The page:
Effects of interactions on correlation, thermalization, and transport of exciton-polaritons
Massachusetts Institute of Technology. Department of Chemistry.
Keith A. Nelson.
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Light-matter interactions are fundamental processes that allow us not only to interrogate material properties but also to coherently control material phases that cannot be reached otherwise. Matter-matter interactions, on the other hand, result in strong correlations and emergent behavior that cannot be explained in terms of single-particle physics. Exciton-polaritons (hereafter "polaritons") are hybrid quasiparticles in a semiconductor quantum-well microcavity that exhibit both light-matter and matter-matter interactions. Polaritons have the effective mass inherited from the ultralight cavity photon mass, which sets polariton transport phenomena to be photon-like and allows macroscopic quantum phenomena such as Bose-Einstein condensation and superfluidity up to room temperature. Meanwhile, the effect of photon dressing only reduces the exciton-exciton interaction strength by the Hopfield coefficient, which sets the polariton-polariton interaction strength to be exciton-like.Along with the narrow linewidth protected from inhomogeneously broadening, polaritons are an excellent platform to study interaction-induced physics and nonlinear device applications such as ultralow-power optical switches. In this thesis, we investigated the effects of light-matter and matter-matter interactions on various aspects of polaritons. In the first part, we first measured the polariton-polariton interaction strength by tracking the energy blueshift as a function of polariton density. This was enabled by separating and trapping polaritons away from a pumped region, where the measurement of polariton interactions can be obscured by much heavier particles such as a dark exciton reservoir. We provided possible mechanisms that explain the observed anomalously large blueshifts. In the second part, we addressed a long-standing debate on whether polaritons can reach thermal equilibrium.We used a long-lifetime microcavity structure to achieve Bose-Einstein distributions of polaritons, which was the first demonstration of polaritons in equilibrium. This allowed us to measure equilibrium properties, such as temperature and chemical potential, and to map out the phase diagram of Bose-Einstein condensation in a quasi-two-dimensional system. We further investigated how all-optical trapping and polariton interactions enhance relaxation and thermalization processes. In particular, we found that a significant redistribution of polaritons occurs through the reduced density of states and polariton interactions. In the third part, we studied trapped eigenstates and interference patterns of polariton condensates in various trapping and pump geometries. Competition between eigenstates and selection of one of them have been well explained by the overlap of real-space, monientum-space, and energy distributions between the pump and the eigenstate.A mismatch between the pump-induced potential profile and the polariton source profile was a key factor in determining the distribution of transported polaritons. In the last part, we extended the polariton physics to study topological and cooperative effects in open quantum systems. We demonstrated bulk Fermi arcs by connecting two exceptional points arising from the engineered non-Hermitian properties of a photonic crystal. In addition, we theoretically showed that a cascaded-cavity system can outperform a single-cavity system in terms of the single-photon indistinguishability and efficiency, which works even with bad quantum emitters and practical cavity quality factors. Our work provides invaluable insights into the fundamental light-matter and matter-matter interactions, as well as many-body physics of condensed matter and photonic systems.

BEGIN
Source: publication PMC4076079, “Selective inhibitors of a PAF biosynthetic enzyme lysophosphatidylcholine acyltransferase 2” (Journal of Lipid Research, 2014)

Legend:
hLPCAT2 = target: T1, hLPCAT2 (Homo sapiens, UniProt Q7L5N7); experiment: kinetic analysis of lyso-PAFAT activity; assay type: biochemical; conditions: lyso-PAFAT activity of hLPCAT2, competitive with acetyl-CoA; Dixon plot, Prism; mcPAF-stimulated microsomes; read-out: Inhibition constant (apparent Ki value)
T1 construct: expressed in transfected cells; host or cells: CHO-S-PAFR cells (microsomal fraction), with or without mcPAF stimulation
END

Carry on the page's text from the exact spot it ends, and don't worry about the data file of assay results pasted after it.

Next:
Thesis: Ph. D., Massachusetts Institute of Technology, Department of Chemistry, 2019Cataloged from PDF version of thesis.Includes bibliographical references (pages 249-271).
DepartmentMassachusetts Institute of Technology. Department of Chemistry
Massachusetts Institute of Technology